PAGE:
Women often try to stay in the same house after a divorce, but this doesn’t always make sense financially. Even if the equity in the home seems significant, the annual maintenance, property taxes, and other fees can make it an expensive asset to own. Picture yourself single. Would you buy this house all over again?

Be realistic about what you will be able to afford going forward. A big house isn’t likely to make up for the stress of being financially strained each month.  You can use a website like Mint.com to help you create a budget. A financial advisor can also help you understand what you can afford.

Manage Joint Accounts Carefully

Determining how to separate joint accounts during the divorce process can be difficult. There are two major pitfalls you should avoid.

The first is making sure you are able to secure the funds you’ll need to pay for the divorce, but be careful when you withdraw money from a joint account. Legally you may not be able to touch joint accounts once divorce proceedings have begun. You may be able to take out funds prior to filing for a divorce but realize that doing so may anger your spouse, and the divorce may become contentious quickly. Many family law attorneys offer a free consultation, and you can ask them about the best way to secure funds prior to filing for divorce.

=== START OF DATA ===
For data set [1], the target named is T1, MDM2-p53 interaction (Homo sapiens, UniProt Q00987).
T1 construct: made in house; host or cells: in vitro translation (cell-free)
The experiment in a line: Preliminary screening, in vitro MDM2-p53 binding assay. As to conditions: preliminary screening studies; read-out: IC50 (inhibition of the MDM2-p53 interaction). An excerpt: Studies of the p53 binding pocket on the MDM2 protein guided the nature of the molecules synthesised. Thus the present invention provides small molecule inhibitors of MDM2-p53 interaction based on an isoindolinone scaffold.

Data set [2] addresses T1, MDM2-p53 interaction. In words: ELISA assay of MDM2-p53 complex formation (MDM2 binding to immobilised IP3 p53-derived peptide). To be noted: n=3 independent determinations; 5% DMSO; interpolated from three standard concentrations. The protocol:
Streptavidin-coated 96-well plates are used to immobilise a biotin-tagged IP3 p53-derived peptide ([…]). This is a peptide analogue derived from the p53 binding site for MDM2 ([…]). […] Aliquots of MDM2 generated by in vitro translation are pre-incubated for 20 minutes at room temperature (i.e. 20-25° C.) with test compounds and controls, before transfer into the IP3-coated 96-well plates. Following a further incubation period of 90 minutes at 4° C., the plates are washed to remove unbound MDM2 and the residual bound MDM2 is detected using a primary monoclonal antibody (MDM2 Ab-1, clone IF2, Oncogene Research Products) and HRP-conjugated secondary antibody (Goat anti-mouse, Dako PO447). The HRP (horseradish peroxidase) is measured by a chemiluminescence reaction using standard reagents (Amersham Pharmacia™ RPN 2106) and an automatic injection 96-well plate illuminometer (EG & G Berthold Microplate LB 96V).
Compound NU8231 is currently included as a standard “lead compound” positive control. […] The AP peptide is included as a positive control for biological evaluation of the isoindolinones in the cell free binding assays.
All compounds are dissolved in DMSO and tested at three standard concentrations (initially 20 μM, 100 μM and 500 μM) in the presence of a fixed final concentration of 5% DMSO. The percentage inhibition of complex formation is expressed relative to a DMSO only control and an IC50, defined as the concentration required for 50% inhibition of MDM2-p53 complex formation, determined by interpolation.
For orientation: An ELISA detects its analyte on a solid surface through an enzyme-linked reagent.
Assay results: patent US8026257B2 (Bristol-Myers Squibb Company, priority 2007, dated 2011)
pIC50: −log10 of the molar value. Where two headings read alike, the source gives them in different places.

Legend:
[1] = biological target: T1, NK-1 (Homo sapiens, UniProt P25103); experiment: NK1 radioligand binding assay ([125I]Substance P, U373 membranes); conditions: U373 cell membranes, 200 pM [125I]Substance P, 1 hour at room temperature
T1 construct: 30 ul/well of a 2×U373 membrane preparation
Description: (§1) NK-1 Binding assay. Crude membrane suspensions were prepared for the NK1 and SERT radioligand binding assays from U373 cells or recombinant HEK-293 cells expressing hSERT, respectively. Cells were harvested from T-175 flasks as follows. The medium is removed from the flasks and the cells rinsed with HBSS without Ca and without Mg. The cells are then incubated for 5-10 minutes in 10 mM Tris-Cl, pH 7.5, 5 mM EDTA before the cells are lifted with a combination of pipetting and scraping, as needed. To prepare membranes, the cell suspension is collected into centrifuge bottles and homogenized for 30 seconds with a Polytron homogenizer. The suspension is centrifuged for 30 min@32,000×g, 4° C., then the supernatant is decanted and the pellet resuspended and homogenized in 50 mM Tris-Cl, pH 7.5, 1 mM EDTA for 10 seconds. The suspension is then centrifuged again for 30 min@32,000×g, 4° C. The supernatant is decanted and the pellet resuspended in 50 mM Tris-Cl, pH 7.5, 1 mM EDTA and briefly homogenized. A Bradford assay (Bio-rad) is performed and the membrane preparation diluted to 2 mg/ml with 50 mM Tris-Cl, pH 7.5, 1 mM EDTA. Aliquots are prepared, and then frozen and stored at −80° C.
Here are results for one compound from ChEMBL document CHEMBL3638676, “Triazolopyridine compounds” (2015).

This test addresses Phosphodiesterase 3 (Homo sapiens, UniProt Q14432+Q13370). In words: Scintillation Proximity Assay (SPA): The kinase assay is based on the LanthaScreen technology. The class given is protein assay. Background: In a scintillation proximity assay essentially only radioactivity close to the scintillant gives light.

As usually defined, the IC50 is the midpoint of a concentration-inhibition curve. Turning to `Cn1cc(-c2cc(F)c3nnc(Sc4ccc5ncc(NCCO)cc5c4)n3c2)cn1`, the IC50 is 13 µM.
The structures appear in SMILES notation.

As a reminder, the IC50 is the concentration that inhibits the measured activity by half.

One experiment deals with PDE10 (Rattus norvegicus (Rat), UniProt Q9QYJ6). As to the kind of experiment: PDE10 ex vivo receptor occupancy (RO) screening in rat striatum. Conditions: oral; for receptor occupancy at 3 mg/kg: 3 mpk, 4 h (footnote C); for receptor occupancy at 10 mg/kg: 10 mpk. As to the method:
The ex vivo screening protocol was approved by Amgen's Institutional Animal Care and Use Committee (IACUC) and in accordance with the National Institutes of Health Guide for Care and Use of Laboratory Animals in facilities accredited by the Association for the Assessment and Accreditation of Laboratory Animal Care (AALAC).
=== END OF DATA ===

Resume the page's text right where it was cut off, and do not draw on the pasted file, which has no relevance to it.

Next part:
The second pitfall to avoid when it comes to managing joint accounts is protecting your credit. Realize that any joint debt needs to continue to be paid in order to avoid a negative mark on your credit report. Your credit score can be negatively impacted if a past due account is in both your names even if the debt is your spouse’s responsibility.

Work with your attorney and if possible, your spouse to make sure all joint accounts are separated and closed.  Also, make sure to update your will and other estate planning documents along with the beneficiaries on any life insurance policies and retirement accounts.

Check Your Credit

Having good credit is vital to your finances. Everything from buying a home or car to applying for certain jobs can be affected by your credit.  You are entitled to a free copy of your credit report from each of the 3 credit bureaus once a year.  Checking your report can also help you and your attorney determine which debts need to be dealt with during your divorce.

Go to a reputable Credit Report website to order your free report.  Also, many banks and credit card companies have started providing customers their credit scores for free. Check your monthly statement for your score, or contact them to find out if that is a service they provide.

You can also learn more about your credit score and how to improve it on the Federal Trade Commission’s website.

Going through a divorce is not easy, but managing it well is crucial. One of the best ways to survive the financial impact of a divorce is to get involved in your financial life now. Don’t bury your head in the sand. Embrace this process as a new beginning and a chance to build your own financial future.